Masahiro Matsumura

Masahiro MATSUMURA, Ph.D.

Professor of International Politics and National Security

Faculty of Law

St. Andrew's University (Momoyama Gakuin Daigaku)

With a chain of resignations and dismissals of ranking White House staff, this summer has got particularly hot for Washington watchers. Overall, the reshuffle manifested an irreconcilable internal discord over basic policy lines as well as personality conflicts. e U.S. mainstream media cast a serious doubt about the presidency’s viability, with a major focus on Trump’s competence to control and lead his top aides and staffs.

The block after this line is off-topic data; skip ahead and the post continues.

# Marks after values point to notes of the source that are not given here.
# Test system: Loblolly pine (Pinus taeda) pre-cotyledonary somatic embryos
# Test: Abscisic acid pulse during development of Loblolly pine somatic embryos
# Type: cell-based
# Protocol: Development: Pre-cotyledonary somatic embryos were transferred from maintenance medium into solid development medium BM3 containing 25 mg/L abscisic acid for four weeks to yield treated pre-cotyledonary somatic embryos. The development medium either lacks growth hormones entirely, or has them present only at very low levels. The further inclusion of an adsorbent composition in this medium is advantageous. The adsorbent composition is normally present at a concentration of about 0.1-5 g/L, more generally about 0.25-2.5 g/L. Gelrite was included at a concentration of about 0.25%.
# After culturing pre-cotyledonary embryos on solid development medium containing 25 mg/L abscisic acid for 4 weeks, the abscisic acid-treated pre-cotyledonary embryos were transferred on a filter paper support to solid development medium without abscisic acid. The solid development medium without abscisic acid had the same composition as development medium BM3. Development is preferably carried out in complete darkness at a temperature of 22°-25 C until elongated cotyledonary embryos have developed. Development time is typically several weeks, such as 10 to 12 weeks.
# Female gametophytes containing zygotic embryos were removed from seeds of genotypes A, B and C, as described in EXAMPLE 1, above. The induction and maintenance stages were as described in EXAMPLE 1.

Facing the waning Pax Americana and the specter of a Pax Sinica, Japan will be at the crossroads of redefining its role in world politics, perhaps in the next decade. The status quo appears sufficiently stable, at least for a foreseeable future, under the barely sustained U.S. hegemony with which Japan is anchored through bilateral alliance.

Even though sharing strong democratic values and strategic interests, Japan and its immediate neighbor, South Korea, have recently estranged themselves each other.

Top